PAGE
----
By Steve Weddle
Some years ago, when Russel D. McLean and I went to a Mel Gibson film festival, we nearly walked out of that movie called RANSOM. Not because the movie was full of dirty words and Russel's sensibilities were offended. No.
You see, we'd thought the movie was over. False ending. As any movie fan knows, when you put Ronnie Howard together with Mel Gibson and Marky Mark, you're going to have some cleverness. The movie ended, but then it turned a bit. Then there was more.
Some books end abruptly. Some books end a few times. Some books never seem to end at all.
I just finished my first Moe Prager book, which made me think of these sorts of endings. (Of course, the Reed Farrel Coleman book no more made me think of Mel Gibson than a dinner a fine dinner of prime rib makes me think of a bag of neutered weasels, but there you are.) The book comes to a close. Mystery solved. Bad guy confesses. Investigator gets his check. Dinner. Cigars. Drive home safely.
The book may have been satisfying, but the investigator himself isn't. Something doesn't feel right. A piece missing. Not quite fitting. Like that little fleck of a hangnail on your middle toe at three in the morning. So he goes back after things and the story develops a little more, then a little more. Things kinda went where you expected them to, then everything went topsy-turvy. Unlike some Hollywood trick, though, this works. Things move along, not just fragments thrown on at the end, but the story developed more, stretched out to completeness, like taffy at Coney Island.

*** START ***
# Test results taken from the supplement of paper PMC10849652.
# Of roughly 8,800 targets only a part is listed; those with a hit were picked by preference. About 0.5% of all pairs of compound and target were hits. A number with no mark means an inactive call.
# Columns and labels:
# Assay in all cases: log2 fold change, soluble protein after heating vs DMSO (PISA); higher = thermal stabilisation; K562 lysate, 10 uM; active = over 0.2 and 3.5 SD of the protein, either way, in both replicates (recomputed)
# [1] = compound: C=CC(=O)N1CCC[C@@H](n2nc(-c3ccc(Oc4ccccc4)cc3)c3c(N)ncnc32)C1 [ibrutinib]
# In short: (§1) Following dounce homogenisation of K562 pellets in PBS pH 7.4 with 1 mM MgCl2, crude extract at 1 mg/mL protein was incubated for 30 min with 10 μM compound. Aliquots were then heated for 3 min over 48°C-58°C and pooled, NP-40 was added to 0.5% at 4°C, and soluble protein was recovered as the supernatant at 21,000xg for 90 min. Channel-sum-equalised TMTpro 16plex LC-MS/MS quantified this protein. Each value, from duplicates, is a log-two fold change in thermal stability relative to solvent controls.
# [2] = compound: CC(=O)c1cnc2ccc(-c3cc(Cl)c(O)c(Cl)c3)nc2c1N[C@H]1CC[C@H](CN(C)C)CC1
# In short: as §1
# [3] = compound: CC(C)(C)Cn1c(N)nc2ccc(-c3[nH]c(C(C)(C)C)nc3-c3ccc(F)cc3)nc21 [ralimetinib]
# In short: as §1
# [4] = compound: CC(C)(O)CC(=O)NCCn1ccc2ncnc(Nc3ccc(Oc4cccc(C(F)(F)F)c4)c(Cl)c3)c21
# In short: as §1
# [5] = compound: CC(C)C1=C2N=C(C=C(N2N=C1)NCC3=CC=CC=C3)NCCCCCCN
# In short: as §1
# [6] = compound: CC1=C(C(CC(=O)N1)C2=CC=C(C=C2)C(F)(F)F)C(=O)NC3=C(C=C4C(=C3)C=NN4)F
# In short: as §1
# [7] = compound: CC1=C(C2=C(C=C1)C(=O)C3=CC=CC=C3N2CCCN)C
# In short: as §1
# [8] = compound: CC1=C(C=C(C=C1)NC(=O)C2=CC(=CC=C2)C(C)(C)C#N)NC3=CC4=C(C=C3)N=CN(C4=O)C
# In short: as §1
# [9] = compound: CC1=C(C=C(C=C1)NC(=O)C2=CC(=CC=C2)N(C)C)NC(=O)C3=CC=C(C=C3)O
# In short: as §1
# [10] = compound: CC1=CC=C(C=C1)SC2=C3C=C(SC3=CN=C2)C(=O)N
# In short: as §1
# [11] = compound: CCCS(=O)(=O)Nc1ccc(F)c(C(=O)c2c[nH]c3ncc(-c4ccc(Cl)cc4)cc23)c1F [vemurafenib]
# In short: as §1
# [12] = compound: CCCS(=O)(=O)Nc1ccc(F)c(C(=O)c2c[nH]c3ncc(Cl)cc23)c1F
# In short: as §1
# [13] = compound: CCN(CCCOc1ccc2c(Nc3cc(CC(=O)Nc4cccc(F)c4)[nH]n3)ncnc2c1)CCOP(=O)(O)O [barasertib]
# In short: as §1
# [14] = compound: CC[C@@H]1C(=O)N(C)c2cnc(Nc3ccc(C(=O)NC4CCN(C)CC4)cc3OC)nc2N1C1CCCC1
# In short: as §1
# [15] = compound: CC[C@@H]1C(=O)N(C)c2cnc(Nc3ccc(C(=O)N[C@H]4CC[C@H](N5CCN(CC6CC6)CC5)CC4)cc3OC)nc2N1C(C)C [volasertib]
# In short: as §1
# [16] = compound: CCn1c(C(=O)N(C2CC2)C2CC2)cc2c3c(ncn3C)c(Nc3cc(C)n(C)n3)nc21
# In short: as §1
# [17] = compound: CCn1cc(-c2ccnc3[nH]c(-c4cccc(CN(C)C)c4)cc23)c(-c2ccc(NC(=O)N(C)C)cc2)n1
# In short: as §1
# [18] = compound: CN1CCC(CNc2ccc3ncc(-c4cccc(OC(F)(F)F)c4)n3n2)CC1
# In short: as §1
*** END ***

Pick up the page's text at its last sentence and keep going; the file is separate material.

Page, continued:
Other books don't end at all where you expect them. Talk about a book not having the Hollywood ending, have you read this ICE HARVEST? Everyone (well, not the guy what cuts my hair. jerkhole) told me to read it and coupled that advice with this question: "Don't think it's like the movie." I hadn't seen the movie, but my copy of the book comes with Billy Joe Thornbob and Lloyd Dobler carrying a pirate's trunk. So I didn't know what to expect. Which is a good damn thing, because that ending came out of nowhere. (The dude's a chick named "Rosebud." Do NOT tell your friends.)
Contrast those endings with great crime fiction novels -- GUN MONKEYS (haha. thought I'd get through a post without mentioning GUN MONKEYS? haha. Nope. Now drink.) and COTTONWOOD. Both of these books have epilogues. (I don't remember whether they were actually called such or just final chapters, but I've loaned my copies out and can't check.) The wrap-up. Ten years later. A year later. Oh, same thing with THE DEPUTY. A year later.
So the ending: Hero rights the wrong, God's in his Heaven, etc. Good books -- hell, great books -- have ended like this. Other great ones don't. After you've worked through 70- or 80-thousand words, how much weight do you give to the final 10 pages? Have you read great books that ended in an unsatisfying way? Multiple endings?
Do you prefer an ending that wraps everything up neatly or one that leaves you wondering?